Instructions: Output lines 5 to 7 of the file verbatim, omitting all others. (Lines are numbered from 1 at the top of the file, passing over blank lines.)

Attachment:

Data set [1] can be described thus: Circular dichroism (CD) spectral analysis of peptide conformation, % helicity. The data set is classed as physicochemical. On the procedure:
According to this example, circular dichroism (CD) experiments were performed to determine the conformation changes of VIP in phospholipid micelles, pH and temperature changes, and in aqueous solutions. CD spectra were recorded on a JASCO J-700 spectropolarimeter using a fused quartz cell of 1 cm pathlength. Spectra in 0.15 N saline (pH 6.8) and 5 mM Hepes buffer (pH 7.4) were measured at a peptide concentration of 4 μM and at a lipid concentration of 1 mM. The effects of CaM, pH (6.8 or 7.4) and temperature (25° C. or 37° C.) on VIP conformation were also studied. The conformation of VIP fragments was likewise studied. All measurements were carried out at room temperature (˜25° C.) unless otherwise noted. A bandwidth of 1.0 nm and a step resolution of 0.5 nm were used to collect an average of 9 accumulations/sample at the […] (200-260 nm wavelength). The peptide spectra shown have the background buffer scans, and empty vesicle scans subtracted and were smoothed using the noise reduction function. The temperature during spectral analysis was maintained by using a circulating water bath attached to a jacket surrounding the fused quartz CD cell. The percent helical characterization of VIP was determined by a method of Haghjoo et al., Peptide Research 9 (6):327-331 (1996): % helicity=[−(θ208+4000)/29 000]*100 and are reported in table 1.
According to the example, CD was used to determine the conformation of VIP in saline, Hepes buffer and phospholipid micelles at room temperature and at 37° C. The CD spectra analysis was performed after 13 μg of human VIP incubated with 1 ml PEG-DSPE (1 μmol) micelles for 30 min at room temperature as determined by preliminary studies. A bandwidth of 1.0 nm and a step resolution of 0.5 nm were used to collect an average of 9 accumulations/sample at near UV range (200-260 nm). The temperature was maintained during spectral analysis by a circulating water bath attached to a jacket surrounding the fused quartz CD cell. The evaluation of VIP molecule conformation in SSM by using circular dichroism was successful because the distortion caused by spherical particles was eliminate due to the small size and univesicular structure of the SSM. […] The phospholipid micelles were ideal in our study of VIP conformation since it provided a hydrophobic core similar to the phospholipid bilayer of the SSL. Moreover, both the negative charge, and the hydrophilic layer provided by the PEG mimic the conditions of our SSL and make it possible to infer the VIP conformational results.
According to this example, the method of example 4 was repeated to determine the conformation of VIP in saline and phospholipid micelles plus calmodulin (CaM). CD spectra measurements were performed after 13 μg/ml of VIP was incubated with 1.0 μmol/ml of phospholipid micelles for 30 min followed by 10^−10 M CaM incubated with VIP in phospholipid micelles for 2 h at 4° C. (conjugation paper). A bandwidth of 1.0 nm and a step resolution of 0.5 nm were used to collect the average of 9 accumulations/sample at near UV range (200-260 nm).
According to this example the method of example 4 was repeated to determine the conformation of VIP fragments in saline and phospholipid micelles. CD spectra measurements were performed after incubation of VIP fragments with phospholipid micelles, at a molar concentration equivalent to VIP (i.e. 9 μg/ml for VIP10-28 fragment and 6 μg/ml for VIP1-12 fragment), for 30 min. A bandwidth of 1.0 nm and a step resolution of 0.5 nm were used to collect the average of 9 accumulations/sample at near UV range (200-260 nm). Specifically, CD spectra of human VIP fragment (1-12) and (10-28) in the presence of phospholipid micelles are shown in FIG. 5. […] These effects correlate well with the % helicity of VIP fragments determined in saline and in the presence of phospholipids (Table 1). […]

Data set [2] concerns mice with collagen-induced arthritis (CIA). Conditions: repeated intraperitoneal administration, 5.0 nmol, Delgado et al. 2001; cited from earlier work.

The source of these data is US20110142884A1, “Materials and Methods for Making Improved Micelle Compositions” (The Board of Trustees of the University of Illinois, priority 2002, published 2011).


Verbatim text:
According to this example the method of example 4 was repeated to determine the conformation of VIP fragments in saline and phospholipid micelles. CD spectra measurements were performed after incubation of VIP fragments with phospholipid micelles, at a molar concentration equivalent to VIP (i.e. 9 μg/ml for VIP10-28 fragment and 6 μg/ml for VIP1-12 fragment), for 30 min. A bandwidth of 1.0 nm and a step resolution of 0.5 nm were used to collect the average of 9 accumulations/sample at near UV range (200-260 nm). Specifically, CD spectra of human VIP fragment (1-12) and (10-28) in the presence of phospholipid micelles are shown in FIG. 5. […] These effects correlate well with the % helicity of VIP fragments determined in saline and in the presence of phospholipids (Table 1). […]

Data set [2] concerns mice with collagen-induced arthritis (CIA). Conditions: repeated intraperitoneal administration, 5.0 nmol, Delgado et al. 2001; cited from earlier work.

The source of these data is US20110142884A1, “Materials and Methods for Making Improved Micelle Compositions” (The Board of Trustees of the University of Illinois, priority 2002, published 2011).